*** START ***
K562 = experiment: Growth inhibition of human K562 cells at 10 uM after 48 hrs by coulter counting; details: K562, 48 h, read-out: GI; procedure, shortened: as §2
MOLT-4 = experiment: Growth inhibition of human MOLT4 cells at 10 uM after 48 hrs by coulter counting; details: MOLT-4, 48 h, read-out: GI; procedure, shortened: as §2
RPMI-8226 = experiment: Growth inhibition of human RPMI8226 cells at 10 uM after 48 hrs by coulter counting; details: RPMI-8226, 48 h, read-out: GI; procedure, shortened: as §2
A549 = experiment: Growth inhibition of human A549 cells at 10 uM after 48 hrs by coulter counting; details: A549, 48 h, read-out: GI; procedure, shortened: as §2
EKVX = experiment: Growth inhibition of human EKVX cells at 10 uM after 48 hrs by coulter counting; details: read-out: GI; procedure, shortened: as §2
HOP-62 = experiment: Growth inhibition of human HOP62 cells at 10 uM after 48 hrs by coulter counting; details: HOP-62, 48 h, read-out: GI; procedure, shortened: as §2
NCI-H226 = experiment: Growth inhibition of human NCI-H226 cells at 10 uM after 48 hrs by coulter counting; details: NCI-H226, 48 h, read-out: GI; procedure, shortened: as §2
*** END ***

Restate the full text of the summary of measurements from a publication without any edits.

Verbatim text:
K562 = experiment: Growth inhibition of human K562 cells at 10 uM after 48 hrs by coulter counting; details: K562, 48 h, read-out: GI; procedure, shortened: as §2
MOLT-4 = experiment: Growth inhibition of human MOLT4 cells at 10 uM after 48 hrs by coulter counting; details: MOLT-4, 48 h, read-out: GI; procedure, shortened: as §2
RPMI-8226 = experiment: Growth inhibition of human RPMI8226 cells at 10 uM after 48 hrs by coulter counting; details: RPMI-8226, 48 h, read-out: GI; procedure, shortened: as §2
A549 = experiment: Growth inhibition of human A549 cells at 10 uM after 48 hrs by coulter counting; details: A549, 48 h, read-out: GI; procedure, shortened: as §2
EKVX = experiment: Growth inhibition of human EKVX cells at 10 uM after 48 hrs by coulter counting; details: read-out: GI; procedure, shortened: as §2
HOP-62 = experiment: Growth inhibition of human HOP62 cells at 10 uM after 48 hrs by coulter counting; details: HOP-62, 48 h, read-out: GI; procedure, shortened: as §2
NCI-H226 = experiment: Growth inhibition of human NCI-H226 cells at 10 uM after 48 hrs by coulter counting; details: NCI-H226, 48 h, read-out: GI; procedure, shortened: as §2